Updated 9:21 p.m. | There were still several races too close to call three hours after the first polls closed and with the battle for the Senate still up for grabs.
However, WWE CEO Linda McMahon’s (R) loss to Rep. Christopher Murphy (D) in Connecticut knocked — along with Florida, Ohio and Pennsylvania — another pickup opportunity off the map for Republicans. Every missed opportunity narrows the GOP’s path to eclipse the Democrats’ 53-47 majority.
Races were still too close to call in Virginia and Massachusetts, and polls in a few more important states closed at 9 p.m. They included the Tossup races in North Dakota and Arizona, two states GOP presidential nominee Mitt Romney will win easily and that were not expected early in the cycle to host competitive Senate races.
Rep. Rick Berg of North Dakota is hoping to add this state to the Republicans’ column. He faced former state Attorney General Heidi Heitkamp (D) for the seat of retiring Sen. Kent Conrad (D). Rep. Jeff Flake (R-Ariz.) is looking to hold the seat of retiring Sen. Jon Kyl (R) in a competitive showdown with former Surgeon General Richard Carmona (D).
Democrats’ ability to keep both races competitive contributed to the changing narrative of the Senate landscape this cycle.
Polls also closed in several other states with varying degrees of competition. In Nebraska, state Sen. Deb Fischer (R) was favored against former Sen. Bob Kerrey (D) in the race for the seat of retiring Sen. Ben Nelson (D). This was Republicans’ best pickup opportunity of the cycle.
Wisconsin is another closely watched open-seat race. Rep. Tammy Baldwin (D) and former Gov. Tommy Thompson (R) were running close in late polls in a state also close in the presidential race.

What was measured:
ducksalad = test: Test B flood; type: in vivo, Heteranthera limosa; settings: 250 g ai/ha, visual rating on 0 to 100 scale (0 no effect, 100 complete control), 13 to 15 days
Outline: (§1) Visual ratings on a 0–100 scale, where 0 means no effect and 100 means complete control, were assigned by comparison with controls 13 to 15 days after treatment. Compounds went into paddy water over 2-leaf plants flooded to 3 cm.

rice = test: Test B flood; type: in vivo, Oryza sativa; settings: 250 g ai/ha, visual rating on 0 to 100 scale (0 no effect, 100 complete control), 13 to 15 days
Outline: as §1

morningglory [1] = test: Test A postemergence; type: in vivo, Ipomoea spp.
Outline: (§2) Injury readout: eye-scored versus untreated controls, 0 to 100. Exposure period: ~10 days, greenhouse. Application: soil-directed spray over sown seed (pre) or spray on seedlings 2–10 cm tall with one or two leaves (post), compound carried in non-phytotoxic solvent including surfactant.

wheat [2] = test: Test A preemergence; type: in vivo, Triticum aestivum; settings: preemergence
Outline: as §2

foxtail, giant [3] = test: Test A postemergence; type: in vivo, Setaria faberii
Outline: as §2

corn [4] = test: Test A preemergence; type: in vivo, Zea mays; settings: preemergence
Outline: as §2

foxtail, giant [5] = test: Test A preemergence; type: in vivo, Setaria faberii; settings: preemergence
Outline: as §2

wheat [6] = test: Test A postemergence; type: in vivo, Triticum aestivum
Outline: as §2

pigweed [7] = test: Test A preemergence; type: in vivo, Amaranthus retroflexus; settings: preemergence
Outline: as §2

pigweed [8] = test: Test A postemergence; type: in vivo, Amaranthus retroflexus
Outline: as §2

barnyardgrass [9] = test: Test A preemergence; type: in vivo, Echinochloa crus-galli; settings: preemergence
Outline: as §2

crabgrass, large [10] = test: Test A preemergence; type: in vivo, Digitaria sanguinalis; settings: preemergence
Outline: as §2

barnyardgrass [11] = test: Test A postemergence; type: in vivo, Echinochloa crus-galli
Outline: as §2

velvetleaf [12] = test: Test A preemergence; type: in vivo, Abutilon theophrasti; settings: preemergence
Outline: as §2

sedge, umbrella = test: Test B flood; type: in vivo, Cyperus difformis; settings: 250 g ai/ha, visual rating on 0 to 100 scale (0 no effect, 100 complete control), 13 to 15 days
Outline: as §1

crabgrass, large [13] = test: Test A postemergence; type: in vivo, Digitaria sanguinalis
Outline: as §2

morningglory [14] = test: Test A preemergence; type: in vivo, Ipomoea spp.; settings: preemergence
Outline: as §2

Rep. Martin Heinrich (D-N.M.) was expected to hold the seat of retiring Sen. Jeff Bingaman (D). Polls for the last two months gave Heinrich a significant advantage against former Rep. Heather Wilson (R), who lost a 2008 bid for Senate.
8:11 p.m. | Polls closed at 8 p.m. in two of the most closely watched Senate races in the country, as well as two races that were late entrants to the competitive playing field.
The Republican-held seats in Massachusetts and Maine provided Democrats with their best pickup opportunities this cycle. Former Gov. Angus King (I) won the Senate race in Maine and is expected to caucus with Democrats, but the three-way general election provided for some interesting media strategies from both national party committees. The Associated Press projected him the winner shortly after 8 p.m.
In Massachusetts, Sen. Scott Brown (R) and Harvard Law School professor and consumer advocate Elizabeth Warren (D) engaged in one of the most expensive and competitive races in the country. Along with Maine, the outcome there has considerable ramifications for the GOP’s majority prospects, as a loss would in turn mean the party must pick up yet another Democratic seat.
Brown entered his bid for a full term with the edge, given his ability to win crossover Democrats. But Warren’s national fundraising network coupled with the expectation that President Barack Obama would carry the state handily gave Democrats one of their best offensive opportunities.